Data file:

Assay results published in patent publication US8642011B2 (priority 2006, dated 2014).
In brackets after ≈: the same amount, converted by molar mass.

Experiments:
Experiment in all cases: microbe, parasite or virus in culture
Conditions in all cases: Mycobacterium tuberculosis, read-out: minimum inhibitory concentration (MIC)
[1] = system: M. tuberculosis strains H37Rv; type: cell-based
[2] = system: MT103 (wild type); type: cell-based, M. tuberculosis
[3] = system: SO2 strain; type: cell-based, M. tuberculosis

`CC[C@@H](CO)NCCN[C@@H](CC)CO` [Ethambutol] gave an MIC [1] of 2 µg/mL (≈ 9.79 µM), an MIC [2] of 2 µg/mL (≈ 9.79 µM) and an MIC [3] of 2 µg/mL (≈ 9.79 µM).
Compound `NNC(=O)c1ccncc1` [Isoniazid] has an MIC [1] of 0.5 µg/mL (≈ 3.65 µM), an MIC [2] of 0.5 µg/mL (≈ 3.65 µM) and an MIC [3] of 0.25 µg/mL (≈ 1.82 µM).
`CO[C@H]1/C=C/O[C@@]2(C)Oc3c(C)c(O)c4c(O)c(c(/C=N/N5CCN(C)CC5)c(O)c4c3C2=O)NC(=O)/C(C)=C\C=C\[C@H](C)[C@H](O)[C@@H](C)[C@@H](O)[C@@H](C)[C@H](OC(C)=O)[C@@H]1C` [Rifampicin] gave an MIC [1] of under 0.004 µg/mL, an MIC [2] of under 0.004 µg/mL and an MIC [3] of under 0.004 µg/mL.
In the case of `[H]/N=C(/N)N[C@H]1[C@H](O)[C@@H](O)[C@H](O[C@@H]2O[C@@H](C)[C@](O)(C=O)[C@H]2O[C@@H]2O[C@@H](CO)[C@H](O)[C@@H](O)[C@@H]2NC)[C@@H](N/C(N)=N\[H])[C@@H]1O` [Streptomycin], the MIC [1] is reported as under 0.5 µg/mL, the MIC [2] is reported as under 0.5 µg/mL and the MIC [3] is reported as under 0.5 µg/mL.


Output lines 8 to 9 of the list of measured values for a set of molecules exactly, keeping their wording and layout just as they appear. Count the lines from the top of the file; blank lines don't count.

[3] = system: SO2 strain; type: cell-based, M. tuberculosis

`CC[C@@H](CO)NCCN[C@@H](CC)CO` [Ethambutol] gave an MIC [1] of 2 µg/mL (≈ 9.79 µM), an MIC [2] of 2 µg/mL (≈ 9.79 µM) and an MIC [3] of 2 µg/mL (≈ 9.79 µM).